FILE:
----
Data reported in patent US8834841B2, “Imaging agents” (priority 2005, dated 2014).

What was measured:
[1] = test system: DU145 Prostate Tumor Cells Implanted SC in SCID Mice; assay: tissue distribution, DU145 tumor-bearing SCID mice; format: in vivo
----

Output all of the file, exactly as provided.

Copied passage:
Data reported in patent US8834841B2, “Imaging agents” (priority 2005, dated 2014).

What was measured:
[1] = test system: DU145 Prostate Tumor Cells Implanted SC in SCID Mice; assay: tissue distribution, DU145 tumor-bearing SCID mice; format: in vivo